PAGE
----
‘Rust’ armorer found guilty of involuntary manslaughter in shooting

‘Rust’ armorer found guilty of involuntary manslaughter in shooting

Hannah Gutierrez-Reed, the “Rust” armorer accused of failing to ensure gun safety on the set of the low-budget western movie in 2021, was found guilty of involuntary manslaughter and not guilty of evidence tampering in Santa Fe, N.M., on Wednesday, according to the Associated Press. It was the first trial verdict related to the fatal shooting.

“We will appeal,” said Jason Bowles, Gutierrez-Reed’s lawyer, in an email Wednesday night.

The film’s producer and star, Alec Baldwin, was rehearsing with a revolver on the set of the film in October 2021 when the gun went off with live ammunition, killing cinematographer Halyna Hutchins and wounding director Joel Souza. Baldwin, who claims he never pulled the trigger, is scheduled to face trial this summer on a charge of involuntary manslaughter.

Prosecutors Jason Lewis and Kari Morrissey said Gutierrez-Reed’s “unprofessional and sloppy” conduct led to her bringing live ammunition on set and ultimately contributing to Hutchins’s death.

The prosecution alleged in court filings that the armorer was possibly hung over while loading the gun, and tampered with evidence by handing drugs to someone else. Rebecca Smith, a food services crew member, said in court Monday that Gutierrez-Reed asked her to hold a baggie with a white substance on the evening of the shooting. Smith threw out the bag of powder, which she assumed was cocaine.

Bowles rejected the claims, saying that the production and the state were using the armorer as a “scapegoat” when the set was chaotic and rife with safety issues.

“They’re trying to blame it all on Hannah, a 24-year-old,” Bowles said. “Because why? Because she’s an easy target. She’s the least powerful person on that set.”

The defense attorney said Gutierrez-Reed was rushed to do two jobs and wasn’t given enough resources to properly oversee the weapons. He also denied that the armorer brought the live rounds on set, and said that Baldwin’s failure to handle the gun safely was to blame for the fatal shooting.

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Seth Kenney, the production’s firearms and ammunition supplier, denied providing live rounds in his testimony Monday, explaining that he personally cleaned and repackaged the dummy rounds. He did have live ammunition at his business, he said, but it was labeled as such and stored for a different production.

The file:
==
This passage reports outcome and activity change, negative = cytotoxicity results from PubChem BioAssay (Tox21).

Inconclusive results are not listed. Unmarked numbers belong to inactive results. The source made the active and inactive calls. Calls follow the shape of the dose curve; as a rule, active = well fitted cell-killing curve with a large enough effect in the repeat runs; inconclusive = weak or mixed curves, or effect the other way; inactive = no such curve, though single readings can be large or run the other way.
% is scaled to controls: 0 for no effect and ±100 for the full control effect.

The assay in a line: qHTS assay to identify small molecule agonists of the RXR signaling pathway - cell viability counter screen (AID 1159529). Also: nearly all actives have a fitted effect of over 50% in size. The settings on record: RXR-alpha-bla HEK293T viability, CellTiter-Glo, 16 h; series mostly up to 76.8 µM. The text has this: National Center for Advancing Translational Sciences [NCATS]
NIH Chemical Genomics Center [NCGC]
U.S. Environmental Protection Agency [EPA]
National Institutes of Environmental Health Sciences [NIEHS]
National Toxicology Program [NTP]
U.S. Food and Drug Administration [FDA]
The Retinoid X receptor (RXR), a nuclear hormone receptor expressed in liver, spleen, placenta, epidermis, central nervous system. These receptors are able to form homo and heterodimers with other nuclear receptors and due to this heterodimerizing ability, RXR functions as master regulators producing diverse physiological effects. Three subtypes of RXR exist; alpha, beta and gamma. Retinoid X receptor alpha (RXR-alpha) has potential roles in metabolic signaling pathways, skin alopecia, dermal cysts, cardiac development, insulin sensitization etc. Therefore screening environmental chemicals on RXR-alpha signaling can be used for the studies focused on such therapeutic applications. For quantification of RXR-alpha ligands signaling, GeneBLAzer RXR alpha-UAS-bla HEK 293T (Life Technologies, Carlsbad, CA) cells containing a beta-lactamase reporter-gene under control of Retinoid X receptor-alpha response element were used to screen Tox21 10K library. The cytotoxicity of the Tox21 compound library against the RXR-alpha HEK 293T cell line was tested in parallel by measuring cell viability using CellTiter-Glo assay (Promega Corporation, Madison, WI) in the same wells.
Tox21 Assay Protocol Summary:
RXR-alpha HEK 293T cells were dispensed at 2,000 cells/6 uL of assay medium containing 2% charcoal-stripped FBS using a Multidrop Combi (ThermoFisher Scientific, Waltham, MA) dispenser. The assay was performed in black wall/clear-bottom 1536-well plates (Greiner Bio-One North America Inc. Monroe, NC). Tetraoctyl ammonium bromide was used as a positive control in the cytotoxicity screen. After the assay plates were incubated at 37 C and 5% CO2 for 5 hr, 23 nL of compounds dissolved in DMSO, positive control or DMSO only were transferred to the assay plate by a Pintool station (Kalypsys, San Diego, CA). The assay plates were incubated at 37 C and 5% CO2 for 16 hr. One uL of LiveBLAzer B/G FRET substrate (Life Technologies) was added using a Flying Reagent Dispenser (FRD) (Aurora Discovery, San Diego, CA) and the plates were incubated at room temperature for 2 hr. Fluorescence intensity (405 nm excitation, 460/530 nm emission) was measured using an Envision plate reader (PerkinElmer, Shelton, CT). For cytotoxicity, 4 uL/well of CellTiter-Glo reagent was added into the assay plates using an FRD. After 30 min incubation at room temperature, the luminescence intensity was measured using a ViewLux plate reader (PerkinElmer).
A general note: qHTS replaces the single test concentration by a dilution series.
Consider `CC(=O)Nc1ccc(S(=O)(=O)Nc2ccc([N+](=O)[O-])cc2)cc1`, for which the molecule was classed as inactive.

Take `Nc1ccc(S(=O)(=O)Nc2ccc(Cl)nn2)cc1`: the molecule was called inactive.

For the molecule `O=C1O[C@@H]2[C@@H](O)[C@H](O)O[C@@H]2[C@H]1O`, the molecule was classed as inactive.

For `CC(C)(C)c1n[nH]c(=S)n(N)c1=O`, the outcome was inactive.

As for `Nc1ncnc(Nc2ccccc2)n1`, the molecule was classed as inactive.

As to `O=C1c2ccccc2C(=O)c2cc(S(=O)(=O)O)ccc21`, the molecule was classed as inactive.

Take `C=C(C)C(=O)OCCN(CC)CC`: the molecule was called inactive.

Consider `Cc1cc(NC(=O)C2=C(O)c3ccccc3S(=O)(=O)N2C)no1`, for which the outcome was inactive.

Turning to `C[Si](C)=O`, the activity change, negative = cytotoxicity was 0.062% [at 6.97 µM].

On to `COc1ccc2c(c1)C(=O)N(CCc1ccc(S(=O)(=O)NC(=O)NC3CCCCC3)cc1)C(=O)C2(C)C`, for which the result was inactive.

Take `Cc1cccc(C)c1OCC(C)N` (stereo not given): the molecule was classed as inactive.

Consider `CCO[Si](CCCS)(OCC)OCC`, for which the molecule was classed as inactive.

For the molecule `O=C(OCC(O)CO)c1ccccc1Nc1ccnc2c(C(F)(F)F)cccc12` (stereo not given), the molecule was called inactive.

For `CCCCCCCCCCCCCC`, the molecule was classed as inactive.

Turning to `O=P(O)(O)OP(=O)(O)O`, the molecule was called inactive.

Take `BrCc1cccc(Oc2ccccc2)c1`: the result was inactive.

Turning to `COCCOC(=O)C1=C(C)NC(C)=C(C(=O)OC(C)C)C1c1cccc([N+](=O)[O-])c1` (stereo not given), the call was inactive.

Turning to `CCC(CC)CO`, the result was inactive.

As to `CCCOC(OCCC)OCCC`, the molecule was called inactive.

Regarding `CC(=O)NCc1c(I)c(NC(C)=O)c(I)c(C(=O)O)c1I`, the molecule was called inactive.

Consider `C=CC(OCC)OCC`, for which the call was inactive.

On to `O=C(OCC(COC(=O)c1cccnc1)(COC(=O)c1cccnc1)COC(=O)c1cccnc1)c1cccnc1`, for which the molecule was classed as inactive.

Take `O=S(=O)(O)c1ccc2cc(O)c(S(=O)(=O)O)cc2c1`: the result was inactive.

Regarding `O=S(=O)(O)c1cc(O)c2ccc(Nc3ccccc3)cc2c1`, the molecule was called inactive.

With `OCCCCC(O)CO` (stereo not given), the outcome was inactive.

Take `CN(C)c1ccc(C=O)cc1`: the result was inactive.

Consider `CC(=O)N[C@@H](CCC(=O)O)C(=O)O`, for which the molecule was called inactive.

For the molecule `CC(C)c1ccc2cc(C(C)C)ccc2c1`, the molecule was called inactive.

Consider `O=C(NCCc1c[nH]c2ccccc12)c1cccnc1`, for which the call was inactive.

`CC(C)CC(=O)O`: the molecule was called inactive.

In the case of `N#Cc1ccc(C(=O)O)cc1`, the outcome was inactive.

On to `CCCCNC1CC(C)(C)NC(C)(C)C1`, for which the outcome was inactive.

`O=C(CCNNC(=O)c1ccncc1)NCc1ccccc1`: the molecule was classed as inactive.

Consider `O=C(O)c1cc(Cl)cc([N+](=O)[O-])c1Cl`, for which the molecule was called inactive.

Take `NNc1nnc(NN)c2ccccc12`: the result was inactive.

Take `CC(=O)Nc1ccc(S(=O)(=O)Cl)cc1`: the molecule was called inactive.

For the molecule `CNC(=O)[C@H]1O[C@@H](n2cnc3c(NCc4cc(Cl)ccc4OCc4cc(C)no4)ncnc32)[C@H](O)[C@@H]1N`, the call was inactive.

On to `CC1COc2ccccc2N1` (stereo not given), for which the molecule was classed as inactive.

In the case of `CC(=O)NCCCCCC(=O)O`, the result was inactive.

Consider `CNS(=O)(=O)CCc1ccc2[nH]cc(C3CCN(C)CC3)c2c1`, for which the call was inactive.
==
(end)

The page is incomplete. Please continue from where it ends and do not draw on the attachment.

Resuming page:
Witnesses revealed more details of how the 2021 shooting unfolded during the two-week trial. Ross Addiego, the movie’s dolly grip operator, testified about two accidental weapons discharges on set before the day of the shooting. He said nothing was done after he expressed safety concerns to production supervisors, including David Halls, the film’s first assistant director who agreed to a plea deal for negligent use of a deadly weapon.

Halls broke down in tears during his testimony last Thursday when he said that Gutierrez-Reed handed the revolver to Baldwin. The assistant director acknowledged that he saw only some of the rounds in the weapon during the safety check. He was about three feet away from Hutchins when she was fatally shot.

“She said, ‘I can’t feel my legs,’” he recalled on the stand.

Souza testified in court Friday that he heard a deafening bang and was struck by the same bullet that passed through Hutchins. It “felt like somebody had taken a baseball bat to my shoulder,” he said. He added that after the gun fired, he could see blood on Hutchins’s back, and that Gutierrez-Reed looked distraught before she was yelled at and ushered away. At the hospital, the director couldn’t believe he had been shot with a live bullet on a movie set.

“I kept insisting, it’s just not possible it’s a live round,” Souza said. “It just can’t.”

The armorer faces up to 18 months in prison and a $5,000 fine after the involuntary-manslaughter conviction, according to the AP.

The case provided a glimpse of what’s to come when Baldwin goes to court July 9 to face his trial in connection with the shooting. New Mexico prosecutors initially filed involuntary manslaughter charges against the actor last year, but they were dropped a few months later as prosecutors said they needed more time to investigate. He was charged again by a grand jury in January.

Baldwin has said that he pulled the gun’s hammer, but not the trigger. A forensics expert who examined the gun for prosecutors last year, however, concluded that the gun couldn’t have gone off without someone pulling or putting pressure on the trigger. The Emmy-winning actor faces up to 18 months in prison if convicted.

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